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Boxing Helena

11 Jun , 2009,
Chip Street
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Finally just watched this film, as I’m working on a script that (I was told) might bear some resemblance to it (not this one).

I’m happy to say that it doesn’t.

What a terrible film, in so many ways. I don’t like to go on and on, but just truly dreadful writing, the performances are ham-fisted (but perhaps only because the players had so little to work with), the editing is clumsy.

A representative example: The guy is obsessed with the girl. He is excruciatingly boring to her. The girl has left her address book at the guy’s house. The guy is driving her to his house so she can retrieve the book. The two pull into the driveway. We must show that the drive has been miserable for the girl, and heaven for the guy. So the guy says:

Here we are at the house, Helena. I’m so glad I got to tell you that story… in such depth and detail. I’m really sorry, Helena. We’ll find your book.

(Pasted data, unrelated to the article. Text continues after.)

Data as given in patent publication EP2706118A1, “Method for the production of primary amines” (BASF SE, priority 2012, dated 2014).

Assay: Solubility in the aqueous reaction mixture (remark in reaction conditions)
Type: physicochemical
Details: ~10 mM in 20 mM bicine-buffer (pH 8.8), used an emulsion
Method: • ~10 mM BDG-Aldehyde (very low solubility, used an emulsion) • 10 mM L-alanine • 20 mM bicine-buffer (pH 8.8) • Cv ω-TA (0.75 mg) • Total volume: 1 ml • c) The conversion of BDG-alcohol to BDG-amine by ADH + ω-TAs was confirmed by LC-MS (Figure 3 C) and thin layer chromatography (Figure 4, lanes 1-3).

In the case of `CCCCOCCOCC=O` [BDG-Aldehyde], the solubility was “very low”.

Really. He really says that. Oh my God.*

There is simply no trust that the audience will give enough of a shit to even remember from moment to moment what is going on in the story, or who these people even are. So her name (Helena) is repeated every few seconds; we are told that we are arriving at the house (even though we are seeing a shot of them pulling up to the house); rather than hear the tail end of the story and trust her expression, he exposes to us that he told a long story (and in excruciating detail); and then they remind us why we’re at the house at all (to find the book). It’s a fucking radio play for alzheimer’s patients.

It is a good example, I suppose, of what was probably a terrific idea on paper (and a terrific logline – “An obsessed surgeon kidnaps the woman of his dreams, removes her arms and legs, and makes her his prize possession”), and could have been a terrifically twisted film, but clearly needed a rewrite. Someone needed to say “Hey, this has promise. The story’s all there. Let’s get someone in to polish the dialogue so the characters don’t play like shallow schoolchildren and then let’s make us a movie!”

But alas.

Oh well. Now I’ve checked it off my to-do list.**

*Yes. Verbatim. Can you believe it?
**Late I know. The film’s been out a long time, and already been universally panned. This isn’t news. It’s just news to me.

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